(c) to provide confidential advice to a public office holder with respect to the application--

There is all this private and confidential advice referred to. On the one hand I can see where it has some merit. Everything cannot be done out in the public, but how does the public know that the thing is being administered properly if there is all this confidential advice being given to the ministers and the Prime Minister? I would appreciate the member's comments on that.

Committees of the House
Routine Proceedings

11:50 a.m.

NDP

Dick Proctor Palliser, SK

Mr. Speaker, it is difficult in terms of the confidentiality on material like this. I think there does have to be some sensitivity. However, the larger concern the member for Elk Island raises in supporting the member for Saint John is that somehow this code of conduct is to be exclusively in the hands of the Prime Minister. I do not think that will occur.

Perhaps I am being too generous in saying that and I will be proven wrong at a later date, but I think there has been such a hue and cry about what has happened that changes have to be made. There has been such a hue and cry about what has been allowed to happen with Howard Wilson as the former ethics counsellor, who was, as I said in my remarks, completely under the thumb of and dominated by Jean Chrétien when he was the prime minister. I think there is a recognition that changes have to be made. There is a recognition on all sides of the House and in the standing committee that has been dealing with this matter.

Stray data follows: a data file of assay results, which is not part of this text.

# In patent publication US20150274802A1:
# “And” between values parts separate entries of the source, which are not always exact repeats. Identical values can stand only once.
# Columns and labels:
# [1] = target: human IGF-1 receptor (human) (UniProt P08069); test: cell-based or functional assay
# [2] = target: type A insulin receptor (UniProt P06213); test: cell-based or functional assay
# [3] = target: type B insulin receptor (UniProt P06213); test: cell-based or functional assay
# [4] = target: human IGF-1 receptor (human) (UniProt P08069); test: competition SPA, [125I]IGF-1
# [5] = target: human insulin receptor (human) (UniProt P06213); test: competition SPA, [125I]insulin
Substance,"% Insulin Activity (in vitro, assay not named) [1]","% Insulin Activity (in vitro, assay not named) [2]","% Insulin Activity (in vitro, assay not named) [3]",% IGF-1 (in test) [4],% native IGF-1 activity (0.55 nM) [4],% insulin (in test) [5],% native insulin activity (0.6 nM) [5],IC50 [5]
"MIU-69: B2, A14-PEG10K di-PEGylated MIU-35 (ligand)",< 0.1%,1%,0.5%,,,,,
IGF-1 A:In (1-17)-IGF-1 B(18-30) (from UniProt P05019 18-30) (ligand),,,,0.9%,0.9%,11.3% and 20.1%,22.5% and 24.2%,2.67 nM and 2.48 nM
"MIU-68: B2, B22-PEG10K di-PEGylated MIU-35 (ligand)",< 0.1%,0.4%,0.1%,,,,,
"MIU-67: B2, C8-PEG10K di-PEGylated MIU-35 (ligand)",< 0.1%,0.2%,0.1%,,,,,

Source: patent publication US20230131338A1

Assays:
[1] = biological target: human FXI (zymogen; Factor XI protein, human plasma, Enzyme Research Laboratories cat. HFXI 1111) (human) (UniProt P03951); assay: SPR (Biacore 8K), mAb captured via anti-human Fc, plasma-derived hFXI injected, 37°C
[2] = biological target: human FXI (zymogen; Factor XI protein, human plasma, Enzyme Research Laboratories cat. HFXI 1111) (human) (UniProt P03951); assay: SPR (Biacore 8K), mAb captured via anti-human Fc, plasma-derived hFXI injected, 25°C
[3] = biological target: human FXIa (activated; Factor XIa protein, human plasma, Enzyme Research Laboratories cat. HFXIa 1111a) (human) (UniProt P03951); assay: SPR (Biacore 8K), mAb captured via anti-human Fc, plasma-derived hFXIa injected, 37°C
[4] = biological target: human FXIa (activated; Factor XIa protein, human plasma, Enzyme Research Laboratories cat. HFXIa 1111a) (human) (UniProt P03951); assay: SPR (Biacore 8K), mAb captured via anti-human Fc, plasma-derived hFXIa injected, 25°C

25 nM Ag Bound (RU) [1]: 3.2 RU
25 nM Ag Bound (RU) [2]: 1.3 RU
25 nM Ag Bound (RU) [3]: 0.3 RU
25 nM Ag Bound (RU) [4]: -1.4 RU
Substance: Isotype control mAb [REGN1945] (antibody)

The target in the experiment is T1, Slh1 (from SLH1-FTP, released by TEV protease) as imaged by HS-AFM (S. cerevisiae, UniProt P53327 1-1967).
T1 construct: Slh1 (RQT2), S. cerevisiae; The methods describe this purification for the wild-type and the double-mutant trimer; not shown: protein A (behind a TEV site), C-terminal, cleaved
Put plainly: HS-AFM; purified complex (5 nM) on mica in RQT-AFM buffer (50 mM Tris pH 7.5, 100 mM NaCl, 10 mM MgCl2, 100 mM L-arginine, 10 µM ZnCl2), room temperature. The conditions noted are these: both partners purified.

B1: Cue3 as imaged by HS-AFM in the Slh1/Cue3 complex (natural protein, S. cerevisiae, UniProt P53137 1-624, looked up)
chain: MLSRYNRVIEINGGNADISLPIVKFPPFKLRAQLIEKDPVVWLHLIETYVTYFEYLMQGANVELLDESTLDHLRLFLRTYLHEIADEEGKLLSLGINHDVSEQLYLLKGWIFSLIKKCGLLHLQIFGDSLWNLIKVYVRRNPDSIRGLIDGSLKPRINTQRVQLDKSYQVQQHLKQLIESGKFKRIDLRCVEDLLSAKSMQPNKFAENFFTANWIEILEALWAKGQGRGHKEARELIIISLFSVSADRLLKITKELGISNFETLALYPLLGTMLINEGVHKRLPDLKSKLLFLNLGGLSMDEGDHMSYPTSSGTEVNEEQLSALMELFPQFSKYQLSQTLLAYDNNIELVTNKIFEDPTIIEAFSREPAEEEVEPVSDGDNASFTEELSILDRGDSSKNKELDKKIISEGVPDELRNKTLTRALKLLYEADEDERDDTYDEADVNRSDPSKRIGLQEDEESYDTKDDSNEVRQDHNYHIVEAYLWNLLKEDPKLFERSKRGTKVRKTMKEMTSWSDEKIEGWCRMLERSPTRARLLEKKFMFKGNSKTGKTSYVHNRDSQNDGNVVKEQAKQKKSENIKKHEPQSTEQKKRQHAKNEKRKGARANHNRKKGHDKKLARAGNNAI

I also have some hope that in the next Parliament the government of the day will not have the same kind of majority to ram things through in the way it has been able to in the last 10 years and that there will be more interaction from all political parties to make some significant changes. If indeed the member for Elk Island and the member for Saint John are right on this and I am wrong, we will have some opportunities, as a Parliament that is working much more directly together to get legislation through, to make sure that those problems, if they exist, will be corrected.